Histolopathological examination of postmortem hearts usually reveals gross changes in the mitral valve complex with tissue swelling on the edge of valve leaflets, chordae tendineae, and the chordal-papillary muscle junction with myxomatous degeneration to fibrillar tissue[15].

A differential diagnosis would include Bartonella spp endocarditis[16], hyperthyroidism, cardiomyopathy, patent ductus arteriosus, Duchenne muscular dystrophy, endocarditis, ventricular septal defect and infections with Dirofilaria spp.

Treatment usually requires use of preload drugs such as pimobendan, the β-blocker carvedilol[17], or angiotensin-inhibitors such as enalapril or benazepril together with diuretics such as furosemide and in severe cases, digoxin.

Treatment of heart failure dogs with thyroid hormone or thyroid hormone analogues may improve cardiac performance[18].

Although this is an invariably fatal disease, many dogs live a good quality of life for many years prior to heart failure or elective euthanasia[19].


  1. Louisiana State Uni
  2. Baumgartner C & Glaus TM (2004) Acquired cardiac diseases in the dog: a retrospective analysis. Schweiz Arch Tierheilkd 146(9):423-430
  3. Chetboul V et al (2004) Epidemiological, clinical, echo-doppler characteristics of mitral valve endocardiosis in Cavalier King Charles in France: a retrospective study of 451 cases (1995 to 2003). Can Vet J 45(12):1012-1015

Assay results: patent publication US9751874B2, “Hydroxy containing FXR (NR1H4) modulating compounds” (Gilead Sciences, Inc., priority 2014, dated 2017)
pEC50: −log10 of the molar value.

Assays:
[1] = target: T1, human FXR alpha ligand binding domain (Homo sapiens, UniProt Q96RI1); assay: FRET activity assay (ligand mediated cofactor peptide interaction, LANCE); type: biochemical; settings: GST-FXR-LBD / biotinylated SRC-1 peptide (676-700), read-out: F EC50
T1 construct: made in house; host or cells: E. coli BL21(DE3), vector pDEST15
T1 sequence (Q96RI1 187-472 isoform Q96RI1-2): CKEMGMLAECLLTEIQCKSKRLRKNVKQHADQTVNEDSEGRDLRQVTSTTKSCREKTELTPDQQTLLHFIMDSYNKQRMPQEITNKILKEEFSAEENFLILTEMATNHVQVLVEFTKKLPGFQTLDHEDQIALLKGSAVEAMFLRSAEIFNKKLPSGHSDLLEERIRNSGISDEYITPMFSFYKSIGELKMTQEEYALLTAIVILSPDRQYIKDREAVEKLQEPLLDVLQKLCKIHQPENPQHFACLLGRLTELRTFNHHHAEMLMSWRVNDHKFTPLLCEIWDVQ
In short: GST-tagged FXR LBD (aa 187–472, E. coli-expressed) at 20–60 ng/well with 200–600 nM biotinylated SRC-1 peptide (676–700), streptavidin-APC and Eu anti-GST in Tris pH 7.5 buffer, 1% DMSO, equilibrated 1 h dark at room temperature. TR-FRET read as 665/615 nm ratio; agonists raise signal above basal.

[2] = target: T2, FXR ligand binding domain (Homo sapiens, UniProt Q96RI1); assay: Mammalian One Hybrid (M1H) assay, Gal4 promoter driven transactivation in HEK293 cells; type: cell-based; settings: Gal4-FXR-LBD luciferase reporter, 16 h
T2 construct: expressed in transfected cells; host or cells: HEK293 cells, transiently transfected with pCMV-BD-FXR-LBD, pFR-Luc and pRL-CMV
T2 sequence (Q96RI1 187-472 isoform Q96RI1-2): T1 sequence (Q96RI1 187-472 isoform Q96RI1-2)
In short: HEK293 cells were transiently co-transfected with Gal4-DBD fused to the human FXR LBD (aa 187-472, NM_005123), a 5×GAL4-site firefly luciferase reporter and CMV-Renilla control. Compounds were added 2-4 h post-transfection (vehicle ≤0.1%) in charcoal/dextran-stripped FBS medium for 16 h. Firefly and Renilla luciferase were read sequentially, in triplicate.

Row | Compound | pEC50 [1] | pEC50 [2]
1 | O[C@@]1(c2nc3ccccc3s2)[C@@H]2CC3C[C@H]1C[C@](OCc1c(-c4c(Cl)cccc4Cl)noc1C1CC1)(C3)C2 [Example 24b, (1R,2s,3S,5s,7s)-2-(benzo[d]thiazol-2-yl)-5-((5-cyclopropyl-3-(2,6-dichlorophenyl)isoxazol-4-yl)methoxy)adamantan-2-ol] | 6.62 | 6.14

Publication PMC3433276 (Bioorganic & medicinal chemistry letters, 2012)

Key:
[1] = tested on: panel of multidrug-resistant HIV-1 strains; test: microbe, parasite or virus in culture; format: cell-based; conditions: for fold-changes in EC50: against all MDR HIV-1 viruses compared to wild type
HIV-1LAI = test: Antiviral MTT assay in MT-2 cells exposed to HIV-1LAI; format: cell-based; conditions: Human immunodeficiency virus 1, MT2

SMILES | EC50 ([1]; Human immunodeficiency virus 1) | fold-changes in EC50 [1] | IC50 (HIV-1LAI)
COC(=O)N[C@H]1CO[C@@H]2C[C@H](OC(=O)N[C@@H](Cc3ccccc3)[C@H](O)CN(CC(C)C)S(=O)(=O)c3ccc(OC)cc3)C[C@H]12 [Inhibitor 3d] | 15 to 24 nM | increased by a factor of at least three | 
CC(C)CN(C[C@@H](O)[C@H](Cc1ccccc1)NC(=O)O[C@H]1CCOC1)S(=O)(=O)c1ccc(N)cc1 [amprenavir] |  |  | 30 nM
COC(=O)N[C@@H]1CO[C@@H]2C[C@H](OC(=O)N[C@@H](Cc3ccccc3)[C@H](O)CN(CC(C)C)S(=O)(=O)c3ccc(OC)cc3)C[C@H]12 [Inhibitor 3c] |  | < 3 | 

4. Guarda F et al (1989) The pathology of mitral valve prolapse in dogs. Dtsch Tierarztl Wochenschr 96(4):172-174
  5. Obayashi K et al (2011) Effects of transforming growth factor-β3 and matrix metalloproteinase-3 on the pathogenesis of chronic mitral valvular disease in dogs. Am J Vet Res 72(2):194-202
  6. Seki Y et al (1998) Transmural myocardial infarction caused by thromboembolism associated with mitral insufficiency in a dog. J Vet Med Sci 60(6):741-743
  7. Kurt S & Kovacevic A (2012) Atrial rupture and pericardial effusion as a complication of chronic mitral valve endocardiosis. Schweiz Arch Tierheilkd 154(9):397-401
  8. Noszczyk-Nowak A et al (2011) Comparison of P-wave dispersion in healthy dogs, dogs with chronic valvular disease and dogs with disturbances of supraventricular conduction. Acta Vet Scand 53:18